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Stacey Vanek Smith is a senior reporter for Marketplace, where she covers banking, consumer finance, housing and advertising. She began her career with Marketplace in 2003 as an assistant producer and has worked as an editor, reporter and fills in as host on the Marketplace Morning Report. Vanek Smith is a graduate of Princeton University with a bachelor’s degree in comparative literature and creative writing. She holds a masters degree in French cultural studies and a masters in broadcast journalism from Columbia University. She also received a fellowship from the National Press Foundation to attend the Wharton Business Journalist Seminars in 2010. She is fluent in French and proficient in German. Vanek Smith’s work has appeared in TIME magazine, The Christian Science Monitor, Boise Weekly, Idaho Weddings, Freakonomics Radio, Weekend America, The California Report and Marketplace. A native of Idaho, Vanek Smith now lives in Brooklyn. She spends most of her free time exploring the city, cooking, watching reality television and trying to decide who makes the best pizza in New York.

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Features by Stacey Vanek Smith

Perseid meteor shower

PODCAST: Money in the meteorites

Amazon vs. Disney, tech lobbyists in Brussels, and meteorite money.

Can I ask you to blue sky that synergy?

The origin of business jargon, and why people use it.
Posted In: jargon, workplace culture, management, Satya Nadella
Ford

Automakers could sell 16 million cars this year. What?

That's the biggest auto sales number in eight years.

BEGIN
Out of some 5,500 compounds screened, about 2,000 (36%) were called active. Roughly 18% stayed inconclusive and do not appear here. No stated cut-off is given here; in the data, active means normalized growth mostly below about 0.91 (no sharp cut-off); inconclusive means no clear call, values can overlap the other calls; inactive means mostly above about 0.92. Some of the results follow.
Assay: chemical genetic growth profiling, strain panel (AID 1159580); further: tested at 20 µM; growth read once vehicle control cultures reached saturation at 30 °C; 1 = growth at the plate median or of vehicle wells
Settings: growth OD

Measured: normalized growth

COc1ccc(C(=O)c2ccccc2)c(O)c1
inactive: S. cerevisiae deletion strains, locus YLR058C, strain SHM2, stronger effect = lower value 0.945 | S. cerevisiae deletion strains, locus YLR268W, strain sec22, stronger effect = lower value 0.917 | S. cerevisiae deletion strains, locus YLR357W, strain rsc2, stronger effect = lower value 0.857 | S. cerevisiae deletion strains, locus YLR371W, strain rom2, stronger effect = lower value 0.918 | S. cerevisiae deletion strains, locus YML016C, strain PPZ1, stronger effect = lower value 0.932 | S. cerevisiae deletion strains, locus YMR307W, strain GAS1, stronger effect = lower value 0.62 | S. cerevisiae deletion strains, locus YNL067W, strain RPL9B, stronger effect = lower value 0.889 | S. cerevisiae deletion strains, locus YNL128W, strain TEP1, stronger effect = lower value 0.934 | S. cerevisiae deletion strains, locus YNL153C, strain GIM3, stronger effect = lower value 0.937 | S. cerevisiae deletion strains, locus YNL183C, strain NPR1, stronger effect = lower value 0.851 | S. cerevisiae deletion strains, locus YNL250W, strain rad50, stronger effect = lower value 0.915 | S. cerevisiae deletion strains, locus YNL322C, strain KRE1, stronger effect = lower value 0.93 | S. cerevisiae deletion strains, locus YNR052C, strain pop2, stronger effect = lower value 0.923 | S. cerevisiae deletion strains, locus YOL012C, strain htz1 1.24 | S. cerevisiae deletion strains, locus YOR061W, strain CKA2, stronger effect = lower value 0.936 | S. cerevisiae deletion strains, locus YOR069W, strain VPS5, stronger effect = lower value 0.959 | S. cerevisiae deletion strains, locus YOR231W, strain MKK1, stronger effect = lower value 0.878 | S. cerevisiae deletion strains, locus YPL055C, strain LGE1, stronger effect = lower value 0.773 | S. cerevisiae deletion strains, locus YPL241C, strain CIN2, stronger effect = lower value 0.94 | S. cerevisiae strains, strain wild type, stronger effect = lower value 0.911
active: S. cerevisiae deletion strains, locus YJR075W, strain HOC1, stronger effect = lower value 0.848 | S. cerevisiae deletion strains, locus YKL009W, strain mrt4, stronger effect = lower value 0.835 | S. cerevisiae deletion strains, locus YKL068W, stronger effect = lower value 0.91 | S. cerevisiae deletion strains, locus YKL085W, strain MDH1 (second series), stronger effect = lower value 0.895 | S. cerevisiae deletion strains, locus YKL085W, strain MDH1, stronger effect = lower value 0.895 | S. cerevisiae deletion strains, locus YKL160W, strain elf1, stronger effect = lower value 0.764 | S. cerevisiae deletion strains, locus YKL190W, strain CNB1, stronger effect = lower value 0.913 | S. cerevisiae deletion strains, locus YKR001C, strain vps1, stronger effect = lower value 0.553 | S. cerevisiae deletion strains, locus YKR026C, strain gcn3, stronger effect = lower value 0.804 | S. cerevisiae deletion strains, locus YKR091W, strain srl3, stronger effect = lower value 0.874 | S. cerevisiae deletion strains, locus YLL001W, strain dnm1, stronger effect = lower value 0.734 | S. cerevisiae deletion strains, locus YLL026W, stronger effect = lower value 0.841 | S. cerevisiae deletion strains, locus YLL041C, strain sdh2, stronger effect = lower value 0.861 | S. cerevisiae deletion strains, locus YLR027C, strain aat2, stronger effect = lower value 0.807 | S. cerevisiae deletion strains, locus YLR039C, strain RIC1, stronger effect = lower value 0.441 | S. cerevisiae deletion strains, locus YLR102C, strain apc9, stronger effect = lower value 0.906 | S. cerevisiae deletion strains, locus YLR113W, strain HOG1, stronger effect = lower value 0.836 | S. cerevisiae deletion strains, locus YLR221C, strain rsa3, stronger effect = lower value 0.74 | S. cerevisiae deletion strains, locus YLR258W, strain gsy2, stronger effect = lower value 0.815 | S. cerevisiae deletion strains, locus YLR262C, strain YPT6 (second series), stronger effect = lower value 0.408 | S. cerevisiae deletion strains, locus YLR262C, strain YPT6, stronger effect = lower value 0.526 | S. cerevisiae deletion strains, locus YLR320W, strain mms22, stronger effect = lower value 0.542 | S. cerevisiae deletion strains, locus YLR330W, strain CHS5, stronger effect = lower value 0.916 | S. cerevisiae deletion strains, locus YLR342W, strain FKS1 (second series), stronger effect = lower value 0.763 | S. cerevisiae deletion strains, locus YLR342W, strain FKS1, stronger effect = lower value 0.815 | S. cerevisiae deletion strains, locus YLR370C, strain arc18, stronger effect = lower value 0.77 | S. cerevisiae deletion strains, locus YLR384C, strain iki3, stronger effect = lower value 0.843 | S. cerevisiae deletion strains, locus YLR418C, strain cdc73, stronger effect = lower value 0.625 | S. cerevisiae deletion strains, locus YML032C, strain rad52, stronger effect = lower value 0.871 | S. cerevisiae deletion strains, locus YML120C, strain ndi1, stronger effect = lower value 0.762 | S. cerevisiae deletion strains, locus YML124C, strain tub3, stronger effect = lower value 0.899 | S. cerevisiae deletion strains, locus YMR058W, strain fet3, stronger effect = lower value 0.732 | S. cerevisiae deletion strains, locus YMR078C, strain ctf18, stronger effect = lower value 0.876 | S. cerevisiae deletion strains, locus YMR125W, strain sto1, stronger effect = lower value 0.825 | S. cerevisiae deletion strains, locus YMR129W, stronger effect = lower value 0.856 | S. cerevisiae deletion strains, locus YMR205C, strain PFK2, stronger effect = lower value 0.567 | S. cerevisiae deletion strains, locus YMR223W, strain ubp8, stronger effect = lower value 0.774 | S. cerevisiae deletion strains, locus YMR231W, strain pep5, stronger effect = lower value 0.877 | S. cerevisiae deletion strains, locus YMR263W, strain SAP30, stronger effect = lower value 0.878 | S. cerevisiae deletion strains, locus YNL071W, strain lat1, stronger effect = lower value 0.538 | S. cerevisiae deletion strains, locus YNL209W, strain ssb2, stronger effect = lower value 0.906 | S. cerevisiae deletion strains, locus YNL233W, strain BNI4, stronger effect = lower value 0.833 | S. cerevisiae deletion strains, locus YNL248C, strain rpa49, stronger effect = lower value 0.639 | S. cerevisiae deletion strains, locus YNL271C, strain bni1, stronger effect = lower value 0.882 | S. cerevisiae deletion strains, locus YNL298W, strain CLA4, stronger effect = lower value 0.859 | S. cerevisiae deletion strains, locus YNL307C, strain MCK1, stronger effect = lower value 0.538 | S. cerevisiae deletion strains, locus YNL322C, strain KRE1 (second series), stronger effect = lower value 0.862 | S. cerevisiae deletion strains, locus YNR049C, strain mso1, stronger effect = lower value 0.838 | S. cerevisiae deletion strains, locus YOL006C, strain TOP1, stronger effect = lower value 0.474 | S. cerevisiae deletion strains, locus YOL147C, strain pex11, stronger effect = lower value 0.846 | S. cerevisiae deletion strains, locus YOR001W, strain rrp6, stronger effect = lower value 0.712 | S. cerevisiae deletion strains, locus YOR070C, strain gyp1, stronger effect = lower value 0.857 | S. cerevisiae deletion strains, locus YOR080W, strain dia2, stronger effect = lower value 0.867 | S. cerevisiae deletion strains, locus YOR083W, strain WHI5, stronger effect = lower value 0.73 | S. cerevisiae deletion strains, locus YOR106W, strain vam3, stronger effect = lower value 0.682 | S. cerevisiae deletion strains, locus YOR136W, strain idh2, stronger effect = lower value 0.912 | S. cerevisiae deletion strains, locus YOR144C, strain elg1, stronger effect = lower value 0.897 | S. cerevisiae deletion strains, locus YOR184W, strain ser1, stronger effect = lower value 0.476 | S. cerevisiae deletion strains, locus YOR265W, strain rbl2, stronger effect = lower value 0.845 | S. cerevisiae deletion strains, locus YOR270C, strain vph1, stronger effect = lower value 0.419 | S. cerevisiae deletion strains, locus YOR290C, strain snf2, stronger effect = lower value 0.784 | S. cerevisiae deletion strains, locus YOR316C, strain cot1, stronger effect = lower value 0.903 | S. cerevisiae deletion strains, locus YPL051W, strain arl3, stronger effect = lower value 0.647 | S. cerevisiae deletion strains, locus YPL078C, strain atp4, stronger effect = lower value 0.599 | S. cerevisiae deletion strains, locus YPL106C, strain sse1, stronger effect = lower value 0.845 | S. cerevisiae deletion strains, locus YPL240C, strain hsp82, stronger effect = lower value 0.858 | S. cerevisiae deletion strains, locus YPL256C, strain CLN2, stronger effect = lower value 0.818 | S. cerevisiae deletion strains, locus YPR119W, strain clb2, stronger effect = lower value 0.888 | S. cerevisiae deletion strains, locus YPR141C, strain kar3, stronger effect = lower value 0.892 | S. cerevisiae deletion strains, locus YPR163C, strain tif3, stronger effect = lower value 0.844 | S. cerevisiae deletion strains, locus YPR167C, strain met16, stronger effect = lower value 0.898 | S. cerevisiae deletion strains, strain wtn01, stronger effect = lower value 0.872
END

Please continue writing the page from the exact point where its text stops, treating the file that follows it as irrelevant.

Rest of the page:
Posted In: cars, car sales, Ford, Chrysler
Twitter

Twitter is relying on the Underwear Gnomes Profit Plan

Twitter lost money, but gained users - part of their strategy.
Posted In: Twitter, business, south park
Trulia

What the Zillow-Trulia deal means for real estate

We look at the real estate business following the $3.5 billion Zillow-Trulia deal.
Posted In: zillow, real estate, business

Car companies are happy to lose money on electric cars

Why Nissan is willing to lose money on the Leaf.
Posted In: Nissan, batteries, electric car
Microsoft to layoff employees

How companies like Microsoft should handle mass layoffs

Microsoft is laying off 14 percent of its staff. But it'll be six months before the redundancy process is complete.
Posted In: layoffs, Microsoft

Lindt Chocolate just snapped up Russell Stover

But how exactly do companies find each other? And, is it love?
Posted In: chocolate, Mergers and Acquisitions, candy
Hackers

Good news for security firms: our data's not safe

Cybersecurity breaches are creating big opportunities for data security businesses
Posted In: cybersecurity, hackers, China

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